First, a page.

Microsoft Open House: The Review

Windows phone 7 was the star of the event. It was, to its credit, very pretty.

As you saw last week, I was able to interview Steve Ballmer as part of the Microsoft Open House. But that was really a small portion of the overall event. Most of the day was spent on the launch and demonstration of the new, the shiny, Windows Phone 7. Microsoft will be releasing three of the phones on AT&T for $199.99 in the coming months, and there will eventually be 9 phones released–the next carrier set to get them is Verizon, which will see them next year.

Before we start anything: the new Windows 7 phones don’t have a copy and paste feature. They will get it starting next year.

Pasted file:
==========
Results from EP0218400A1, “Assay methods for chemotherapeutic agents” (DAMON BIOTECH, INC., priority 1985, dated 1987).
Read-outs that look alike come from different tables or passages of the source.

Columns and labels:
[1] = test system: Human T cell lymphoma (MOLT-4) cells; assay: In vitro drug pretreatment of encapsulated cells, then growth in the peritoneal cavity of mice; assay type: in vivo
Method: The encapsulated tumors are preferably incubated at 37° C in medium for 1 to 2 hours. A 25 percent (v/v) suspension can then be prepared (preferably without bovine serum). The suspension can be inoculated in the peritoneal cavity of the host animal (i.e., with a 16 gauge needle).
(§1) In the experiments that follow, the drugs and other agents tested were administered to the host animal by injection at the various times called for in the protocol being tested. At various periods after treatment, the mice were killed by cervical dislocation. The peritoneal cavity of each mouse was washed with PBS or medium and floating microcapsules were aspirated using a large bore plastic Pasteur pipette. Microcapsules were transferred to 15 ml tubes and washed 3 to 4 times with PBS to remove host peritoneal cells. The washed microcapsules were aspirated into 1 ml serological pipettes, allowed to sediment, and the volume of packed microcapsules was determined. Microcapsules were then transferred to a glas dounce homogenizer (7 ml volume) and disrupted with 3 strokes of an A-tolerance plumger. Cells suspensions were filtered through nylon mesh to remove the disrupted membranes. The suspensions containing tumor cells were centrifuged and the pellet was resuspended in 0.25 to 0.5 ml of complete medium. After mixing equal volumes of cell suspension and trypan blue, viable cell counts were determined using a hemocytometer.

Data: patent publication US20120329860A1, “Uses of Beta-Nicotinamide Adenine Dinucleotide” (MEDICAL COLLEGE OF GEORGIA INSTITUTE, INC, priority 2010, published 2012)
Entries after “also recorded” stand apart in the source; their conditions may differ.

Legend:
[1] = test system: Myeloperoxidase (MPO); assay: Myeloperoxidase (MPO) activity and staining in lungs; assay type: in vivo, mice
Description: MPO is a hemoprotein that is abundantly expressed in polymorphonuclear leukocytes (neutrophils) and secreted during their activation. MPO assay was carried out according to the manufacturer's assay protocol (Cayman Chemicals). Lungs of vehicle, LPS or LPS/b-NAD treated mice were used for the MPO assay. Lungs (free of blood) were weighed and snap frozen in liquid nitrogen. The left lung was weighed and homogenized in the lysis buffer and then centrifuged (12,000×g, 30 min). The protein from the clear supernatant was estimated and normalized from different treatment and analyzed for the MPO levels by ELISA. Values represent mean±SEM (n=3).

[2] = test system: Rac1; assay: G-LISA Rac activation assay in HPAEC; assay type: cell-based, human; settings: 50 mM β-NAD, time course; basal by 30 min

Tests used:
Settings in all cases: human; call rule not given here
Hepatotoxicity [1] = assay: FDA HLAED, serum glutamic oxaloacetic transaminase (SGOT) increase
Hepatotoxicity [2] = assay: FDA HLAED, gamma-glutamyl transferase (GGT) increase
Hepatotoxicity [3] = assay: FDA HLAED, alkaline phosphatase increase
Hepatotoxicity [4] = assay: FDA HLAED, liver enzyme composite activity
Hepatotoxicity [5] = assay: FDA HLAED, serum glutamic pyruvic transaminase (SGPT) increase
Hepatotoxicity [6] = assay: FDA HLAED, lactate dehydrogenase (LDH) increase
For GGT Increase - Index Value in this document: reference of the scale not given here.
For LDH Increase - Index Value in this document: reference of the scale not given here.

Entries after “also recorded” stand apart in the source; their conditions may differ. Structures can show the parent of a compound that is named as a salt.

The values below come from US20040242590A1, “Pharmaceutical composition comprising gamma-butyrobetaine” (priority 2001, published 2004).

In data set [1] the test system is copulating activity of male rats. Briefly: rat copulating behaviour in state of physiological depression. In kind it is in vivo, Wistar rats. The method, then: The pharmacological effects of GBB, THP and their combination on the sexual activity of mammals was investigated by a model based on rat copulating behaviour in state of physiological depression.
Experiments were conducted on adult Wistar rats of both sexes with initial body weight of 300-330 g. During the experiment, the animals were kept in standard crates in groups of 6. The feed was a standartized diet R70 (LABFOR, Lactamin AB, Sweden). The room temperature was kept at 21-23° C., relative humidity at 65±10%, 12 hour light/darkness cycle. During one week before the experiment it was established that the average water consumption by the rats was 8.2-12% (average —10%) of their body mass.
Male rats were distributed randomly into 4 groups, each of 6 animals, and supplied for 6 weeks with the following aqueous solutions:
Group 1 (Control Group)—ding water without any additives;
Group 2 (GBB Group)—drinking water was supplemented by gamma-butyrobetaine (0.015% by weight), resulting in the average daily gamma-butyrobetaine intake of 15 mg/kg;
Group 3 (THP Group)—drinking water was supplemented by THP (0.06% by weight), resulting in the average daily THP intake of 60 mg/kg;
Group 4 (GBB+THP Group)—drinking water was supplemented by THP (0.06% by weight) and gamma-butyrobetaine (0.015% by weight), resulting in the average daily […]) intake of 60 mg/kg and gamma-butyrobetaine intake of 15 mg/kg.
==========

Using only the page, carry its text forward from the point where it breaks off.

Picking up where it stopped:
Moving on: Microsoft completely overhauled the Windows Phone interface for Phone 7, and it shows. The focus of the new phones is on the devices as extensions of people. As a result, it’s possible to add individual contacts to your desktop as apps. Their app will update with their latest Facebook or Windows Live updates, so you don’t have to enter into the app itself to see what your friends are up to. Unfortunately, the contacts apps aren’t integrated into Twitter–and the Microsoft representatives were a little cagey as to when (of if) that would happen. There is a dedicated Twitter app; however, it’s not dynamic at the main screen level.

Read the rest on HackCollege.

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